I've run away again, to the wild wild East of India as always, where half my soul resides. I couldn't cut the ice of Sydney, it got me down, bored and restless. I'm old, tired and jaded, maybe it's all over for me and I've flown to the dark continent perhaps to end it all.
There's nothing like charging thru the Indian night on the back of a mate's motorbike, blinded by the oncoming headlights, speeding into the Void come what may, I'm either obliterated or I crash the probability wave in the direction I want to go, and I break out of the hot white light, real and complete under a pearlescent full moon above the Ganges River, the jungle calling.
Indhira Ghandi Airport, no longer third-world grungy and easy, has been renovated into the ubiquitous global labyrinth of corridors and duty-free shops and now hard to escape without draining one's pockets, the perennial traffic jam in front of the airport the last obstacle. And what did I notice at my return to the fabulous ancient city of Delhi? For all the upgrades of the Commonwealth Games the city center is still a shambles, half-finished, dust, garbage and potholes making it treacherous to tread the gorgeous new marble pavements. Only the old-time funkiness is missing because of all the cleanliness drives, no more juice shops, barbers, telephone booths, chai-wallahs along the road to New Delhi Railway Station.
A 23 year old Swedish guy landed the same night as me but was found dead in his hotel room in Pahaganj the next day from a possible drug overdose, he must have walked the Main Bazaar late that night and got sucked into the sleazy whisper of the black-faced goondas that sit waiting in the shadows and sell poison to naive idiots. The poor fool didn't survive one day in India, he probably thought he was flying into the wonderland of lotus-eaters, ignorant that danger lurks and lures from every foot-tread, all of which chaos I surf somehow for months and years on end. Although I must admit my cycle-rickshaw nearly got hit by a speeding motor-bike when we swerved out into the traffic, and today I nearly got crushed by a bus while waiting for it to pass me by, it preferred to lumber over me, individuals don't exist here.
On the weekend a building collapsed in East Delhi and killed 70 poor people, many women and children, the owner was arrested for shoddy construction, a crowd gathered and looted the possessions of the victims, even taking the jewelry from their bodies. Delhi is like all global cities, like Sydney, callous and faceless when it hopes no one is looking. I escaped up into the Himalayan foothills, to the jungles of Rudyard Kipling, where in the last week a tiger has killed and eaten 2 women, and on the edge of town a herd of elephants is causing havoc in the people's gardens. In the summer this area had endless torrential rains that flooded the Ganges River plain and desolated thousands of houses. The Tehri Dam, 2nd largest in the world after the Three Gorges Dam in China, filled to dangerous capacity and they had to let extra water out of the sluice-gates which exacerbated the floods below. If the dam broke all cities, villages, structures and life would be wiped out all the way to Delhi. Eco-warriors have warned about the danger for years and the people of the plains lived in fear for weeks, but thank nogod, the dam held. (The area is long-overdue for a major earthquake!)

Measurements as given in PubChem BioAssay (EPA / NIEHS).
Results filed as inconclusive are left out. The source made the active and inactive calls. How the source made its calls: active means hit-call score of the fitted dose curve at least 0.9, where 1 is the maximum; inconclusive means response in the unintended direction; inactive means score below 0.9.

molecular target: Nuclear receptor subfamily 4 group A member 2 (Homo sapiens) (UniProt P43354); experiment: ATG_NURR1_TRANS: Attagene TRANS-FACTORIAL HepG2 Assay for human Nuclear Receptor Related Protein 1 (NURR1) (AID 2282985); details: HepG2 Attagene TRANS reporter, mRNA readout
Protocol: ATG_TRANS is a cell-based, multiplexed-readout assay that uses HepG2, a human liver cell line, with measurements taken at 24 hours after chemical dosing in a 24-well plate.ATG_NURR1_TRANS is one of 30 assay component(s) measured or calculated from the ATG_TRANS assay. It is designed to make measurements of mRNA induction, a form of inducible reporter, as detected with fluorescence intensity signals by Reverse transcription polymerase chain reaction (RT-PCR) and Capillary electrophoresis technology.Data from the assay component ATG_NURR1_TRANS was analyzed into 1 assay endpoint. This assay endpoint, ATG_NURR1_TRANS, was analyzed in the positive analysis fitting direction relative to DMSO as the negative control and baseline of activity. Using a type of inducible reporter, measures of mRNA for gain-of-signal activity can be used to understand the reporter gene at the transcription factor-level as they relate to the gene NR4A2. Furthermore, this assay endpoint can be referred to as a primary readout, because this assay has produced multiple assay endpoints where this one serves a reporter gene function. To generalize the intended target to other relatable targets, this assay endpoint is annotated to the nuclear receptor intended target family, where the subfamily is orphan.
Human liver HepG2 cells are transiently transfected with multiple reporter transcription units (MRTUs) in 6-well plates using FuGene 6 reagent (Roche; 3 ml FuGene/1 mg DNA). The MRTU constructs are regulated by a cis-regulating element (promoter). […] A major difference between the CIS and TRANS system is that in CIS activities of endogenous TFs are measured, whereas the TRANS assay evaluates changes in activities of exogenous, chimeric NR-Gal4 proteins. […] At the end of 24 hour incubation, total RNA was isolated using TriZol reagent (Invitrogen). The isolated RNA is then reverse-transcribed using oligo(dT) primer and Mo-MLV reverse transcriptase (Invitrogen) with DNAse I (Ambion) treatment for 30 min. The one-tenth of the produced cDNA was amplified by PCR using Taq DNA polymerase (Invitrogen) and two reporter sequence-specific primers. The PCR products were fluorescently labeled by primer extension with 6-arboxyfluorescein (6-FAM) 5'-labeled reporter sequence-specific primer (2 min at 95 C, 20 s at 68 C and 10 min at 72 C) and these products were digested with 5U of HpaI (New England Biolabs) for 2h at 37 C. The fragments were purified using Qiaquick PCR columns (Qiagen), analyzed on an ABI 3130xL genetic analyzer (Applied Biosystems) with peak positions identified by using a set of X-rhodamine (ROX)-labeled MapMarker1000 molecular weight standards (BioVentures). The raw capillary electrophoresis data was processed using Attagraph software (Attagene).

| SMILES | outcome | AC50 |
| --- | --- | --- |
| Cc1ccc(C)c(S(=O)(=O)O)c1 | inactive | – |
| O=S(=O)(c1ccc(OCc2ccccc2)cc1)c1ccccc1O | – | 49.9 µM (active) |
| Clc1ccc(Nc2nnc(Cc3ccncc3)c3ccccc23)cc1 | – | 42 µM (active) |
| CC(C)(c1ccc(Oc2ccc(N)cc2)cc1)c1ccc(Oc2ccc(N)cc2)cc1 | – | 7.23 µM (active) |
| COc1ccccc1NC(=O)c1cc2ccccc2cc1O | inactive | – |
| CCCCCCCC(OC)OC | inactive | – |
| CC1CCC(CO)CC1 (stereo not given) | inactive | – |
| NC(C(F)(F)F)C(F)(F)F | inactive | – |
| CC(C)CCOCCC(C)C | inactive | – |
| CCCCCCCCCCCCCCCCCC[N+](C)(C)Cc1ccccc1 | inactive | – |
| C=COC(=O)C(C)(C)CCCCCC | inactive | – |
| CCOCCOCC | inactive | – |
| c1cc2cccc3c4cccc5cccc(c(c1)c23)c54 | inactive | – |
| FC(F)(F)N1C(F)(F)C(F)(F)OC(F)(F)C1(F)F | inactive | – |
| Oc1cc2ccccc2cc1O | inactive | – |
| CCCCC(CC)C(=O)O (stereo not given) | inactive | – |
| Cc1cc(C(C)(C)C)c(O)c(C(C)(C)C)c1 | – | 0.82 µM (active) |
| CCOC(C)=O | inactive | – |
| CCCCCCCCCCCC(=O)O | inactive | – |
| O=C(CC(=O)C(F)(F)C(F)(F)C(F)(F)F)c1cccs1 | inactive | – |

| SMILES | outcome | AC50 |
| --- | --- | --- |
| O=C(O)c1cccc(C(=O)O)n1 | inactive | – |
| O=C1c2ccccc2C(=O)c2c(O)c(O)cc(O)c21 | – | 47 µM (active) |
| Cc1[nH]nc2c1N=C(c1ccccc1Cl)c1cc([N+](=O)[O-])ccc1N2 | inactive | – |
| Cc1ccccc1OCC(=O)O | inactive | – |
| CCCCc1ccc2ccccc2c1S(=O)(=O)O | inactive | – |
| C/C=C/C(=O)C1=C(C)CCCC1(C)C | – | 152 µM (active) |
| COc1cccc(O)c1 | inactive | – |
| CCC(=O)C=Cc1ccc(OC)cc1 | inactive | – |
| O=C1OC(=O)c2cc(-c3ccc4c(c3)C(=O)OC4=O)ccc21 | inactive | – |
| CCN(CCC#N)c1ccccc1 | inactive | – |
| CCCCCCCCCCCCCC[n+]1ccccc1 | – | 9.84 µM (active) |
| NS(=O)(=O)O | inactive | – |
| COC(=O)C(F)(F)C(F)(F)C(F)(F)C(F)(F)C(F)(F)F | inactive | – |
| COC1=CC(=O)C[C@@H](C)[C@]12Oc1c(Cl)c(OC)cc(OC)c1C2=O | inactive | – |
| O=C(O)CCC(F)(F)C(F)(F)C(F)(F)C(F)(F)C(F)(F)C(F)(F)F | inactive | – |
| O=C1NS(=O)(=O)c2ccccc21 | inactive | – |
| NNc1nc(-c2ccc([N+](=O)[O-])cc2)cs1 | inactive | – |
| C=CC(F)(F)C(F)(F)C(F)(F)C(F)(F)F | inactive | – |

Talking of dams, China is just completing the damming of the upper reaches of the Brahmaputra River in Tibet, causing the Indians in the populous states below endless worry that their water supply might one day be cut off. This makes all those cyberpunk sci-fi paranoias about future water-wars ring true, an extra bone of contention in the relations between the two neighbors, no wonder China grabbed Tibet so determinedly and no wonder India feels herself hemmed in and put upon from all sides.
Forty years ago I came as a boy to a Himalayan Shangri-la and lived with the Babas in the jungle, meditating in their presence for hours for they had big 'Shakti', power, I got a lot of Tejas, inner light and external glow from them, they were intensely charismatic, mysterious/mystical, awesome, inexplicable, it's like they charged my batteries to overflowing. The power of homo sapien sapiens is great, a simple example would be our ability to domesticate animals, we really can project intelligence and influence the world.
When in Delhi I got taken to a swish pub for Foster's beer and on the wall was a plasma TV playing Hindi pop videos. As we drank and got merry a music clip came on, Indians in traditional dress, men and women, dancing in a temple courtyard in front of a huge statue of Shiva, with many other gods lining either side. They danced as one to the rhythm, wildly coordinated, ecstatic, frenzied, primordial, orgasmic, in tune with their gods and the animals upon which they rode. Those jungle drums unashamedly got my heart pounding. Even in a mundane middle-class pub can be found the sacred, luminous awestruck miracle of life that electrifies the Indians. Yes! I swooned, this is why I love India, it's atavism revives me and surely beats the morbid dankness of Christian Churches and piss-pot, pick-up western pubs any day, (except of course for those Pubs that play live pop/rock music, my bad addiction.)
Up in the foothills of the Himalayas I spend much of my time sitting by the river, gazing into the mountain mists, dreaming of the Secret Community that might take me in, give me solace, peace and ultimate knowledge, like making it in Hollywood, another of my fondest fantasies. Yes, I'd like to disappear into those mists, but I'm too fucked up, irredeemable, and there's a lot of highway ahead of me to keep on trucking along, maybe I'm not at the end of the road just yet.